Oh yeah, I’m friends with all of them over here. [gestures to the block] They all watch over me and watch out for the space for me. It’s a really, really supportive community.
So right now I saw on Grassroots’ online calendar that you have Bollywood dance classes. You have yoga classes like what I just walked in and saw earlier. What else is being offered at Grassroots currently?
Yeah, it rotates. A lot of my clients have stayed with me for a really long time. They have success. It’s a real nominal fee that I’m charging them, ten students in one class is doing really well. Then they stay with me for years. Some of my clients have been with me for seven years now. Others come and go. Some are new, but I would say a predominant number of the clients that I have right now have been with me, at least, two plus years…so it’s good.
What are some of the most memorable experiences you’ve had so far? Is there anything that sticks out in your mind?
Oh man, I really love when we do this JC Fridays program that I was telling you about. I really love bringing all the elements together. It just totally drives me. I love seeing all of the talent come into the room, and I am kind of like the big picture person like I put things together so it’s what I like to do. I love to bring key elements together.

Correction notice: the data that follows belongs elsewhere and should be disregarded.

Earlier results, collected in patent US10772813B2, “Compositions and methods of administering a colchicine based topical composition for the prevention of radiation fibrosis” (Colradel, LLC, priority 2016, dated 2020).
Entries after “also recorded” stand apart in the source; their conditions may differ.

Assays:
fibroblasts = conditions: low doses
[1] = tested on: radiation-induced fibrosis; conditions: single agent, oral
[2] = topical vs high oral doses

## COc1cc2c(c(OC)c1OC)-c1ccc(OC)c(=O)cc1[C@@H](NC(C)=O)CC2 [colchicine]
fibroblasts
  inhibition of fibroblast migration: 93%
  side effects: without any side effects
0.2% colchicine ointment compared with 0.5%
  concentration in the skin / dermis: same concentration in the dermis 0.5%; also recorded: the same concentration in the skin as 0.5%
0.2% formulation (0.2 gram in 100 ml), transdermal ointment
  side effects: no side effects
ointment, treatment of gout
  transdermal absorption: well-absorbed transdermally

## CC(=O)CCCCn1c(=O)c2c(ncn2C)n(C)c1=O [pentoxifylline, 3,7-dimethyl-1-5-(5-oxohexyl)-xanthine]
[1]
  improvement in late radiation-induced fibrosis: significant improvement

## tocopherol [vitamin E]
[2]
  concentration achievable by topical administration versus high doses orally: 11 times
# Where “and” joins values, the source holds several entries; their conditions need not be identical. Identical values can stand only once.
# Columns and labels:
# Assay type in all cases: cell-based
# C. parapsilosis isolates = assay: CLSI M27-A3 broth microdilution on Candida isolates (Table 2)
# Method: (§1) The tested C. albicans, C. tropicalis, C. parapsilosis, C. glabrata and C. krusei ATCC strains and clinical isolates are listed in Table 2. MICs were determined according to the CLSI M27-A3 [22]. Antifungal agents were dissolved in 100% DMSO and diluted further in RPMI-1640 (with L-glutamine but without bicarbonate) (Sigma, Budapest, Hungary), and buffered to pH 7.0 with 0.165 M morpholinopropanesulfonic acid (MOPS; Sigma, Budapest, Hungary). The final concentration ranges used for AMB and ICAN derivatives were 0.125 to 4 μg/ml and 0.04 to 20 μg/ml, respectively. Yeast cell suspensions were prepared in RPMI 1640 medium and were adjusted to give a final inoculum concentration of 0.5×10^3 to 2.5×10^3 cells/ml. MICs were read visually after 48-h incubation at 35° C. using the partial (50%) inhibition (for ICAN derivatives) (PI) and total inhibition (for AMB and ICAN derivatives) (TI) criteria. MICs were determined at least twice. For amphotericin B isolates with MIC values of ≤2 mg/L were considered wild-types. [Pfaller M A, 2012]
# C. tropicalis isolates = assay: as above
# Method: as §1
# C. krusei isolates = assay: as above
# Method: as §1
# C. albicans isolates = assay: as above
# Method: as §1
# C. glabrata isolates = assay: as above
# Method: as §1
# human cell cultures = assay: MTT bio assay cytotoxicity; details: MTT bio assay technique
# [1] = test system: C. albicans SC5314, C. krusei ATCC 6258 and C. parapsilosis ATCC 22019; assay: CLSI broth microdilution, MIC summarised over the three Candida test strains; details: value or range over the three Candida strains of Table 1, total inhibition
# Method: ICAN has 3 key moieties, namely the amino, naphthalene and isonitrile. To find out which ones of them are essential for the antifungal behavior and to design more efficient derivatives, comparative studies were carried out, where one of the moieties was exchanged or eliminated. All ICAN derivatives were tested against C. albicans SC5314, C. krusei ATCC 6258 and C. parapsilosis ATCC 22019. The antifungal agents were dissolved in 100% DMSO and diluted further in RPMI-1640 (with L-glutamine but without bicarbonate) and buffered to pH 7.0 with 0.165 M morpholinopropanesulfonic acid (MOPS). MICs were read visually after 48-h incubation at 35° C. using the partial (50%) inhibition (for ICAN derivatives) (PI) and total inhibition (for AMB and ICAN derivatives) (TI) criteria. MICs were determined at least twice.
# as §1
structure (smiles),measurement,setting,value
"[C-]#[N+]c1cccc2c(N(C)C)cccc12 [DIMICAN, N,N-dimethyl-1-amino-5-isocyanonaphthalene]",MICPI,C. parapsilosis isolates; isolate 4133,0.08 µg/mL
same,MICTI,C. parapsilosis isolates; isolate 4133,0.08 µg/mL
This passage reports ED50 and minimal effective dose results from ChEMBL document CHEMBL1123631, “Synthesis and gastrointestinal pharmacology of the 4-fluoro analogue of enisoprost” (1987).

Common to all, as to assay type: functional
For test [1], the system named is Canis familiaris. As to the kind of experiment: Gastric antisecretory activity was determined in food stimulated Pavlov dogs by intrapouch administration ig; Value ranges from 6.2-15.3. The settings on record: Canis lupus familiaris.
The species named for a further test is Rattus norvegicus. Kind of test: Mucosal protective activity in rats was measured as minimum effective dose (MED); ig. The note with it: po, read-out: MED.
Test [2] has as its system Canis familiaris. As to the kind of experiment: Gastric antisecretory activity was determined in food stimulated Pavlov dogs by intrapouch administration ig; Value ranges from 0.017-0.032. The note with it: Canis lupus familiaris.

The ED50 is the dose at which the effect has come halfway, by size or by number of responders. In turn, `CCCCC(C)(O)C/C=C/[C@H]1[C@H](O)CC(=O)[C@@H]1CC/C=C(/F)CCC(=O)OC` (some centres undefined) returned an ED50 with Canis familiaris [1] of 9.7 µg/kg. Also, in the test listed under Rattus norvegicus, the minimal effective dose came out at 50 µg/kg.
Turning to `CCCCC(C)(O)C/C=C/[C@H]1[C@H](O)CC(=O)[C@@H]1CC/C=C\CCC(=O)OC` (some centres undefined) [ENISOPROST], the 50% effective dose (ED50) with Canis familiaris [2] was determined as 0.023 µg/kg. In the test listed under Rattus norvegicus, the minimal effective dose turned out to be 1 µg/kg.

In particular, our very first JC Fridays, we had AU Capoeira, NBK breakdancers. I had this holistic healer, so she was doing chakra clearing and energy. I had breakdancers versus Capoeira kind of thing happen. It was really creative.
It was a whole fusion.
Yeah, a fusion because the b-boys like to battle each other and Capoeira basically “play” or fight against one another, so it was cool because they had never done it before. So I was like dude, you guys are going to battle each other [laughs]. It was on the fly. My buddies were DJ’ing. We had a fashion show. All of these elements came together to make this thing, this ridiculous night. It was awesome. We had belly dancing one night. Body paint with belly dancing another night. I remember my wife did this thing called Pacha Mama here, and it was an all-female art event. It was all the female breakdancers, all the female rockers. Then there was an all female fashion show.
It was just a whole day of girl power. I’m really proud of her for that.
For people that will be reading this article and are interested in Grassroots, how does it work? Do they contact you?
Basically, you can go to grassrootscommunityspace.com. We have all of the information on how you can get involved with us there. We also have an up-to-date calendar that tells you what programming is going on in what space, and the hours that are available in between. You’re welcome to pitch your idea to us, and as long as it falls in line with our vision, then we would be happy to have you. Falling in line with our vision just means that you are all-inviting, that you don’t neglect anybody that wants to get involved. As long as you’re open to the community.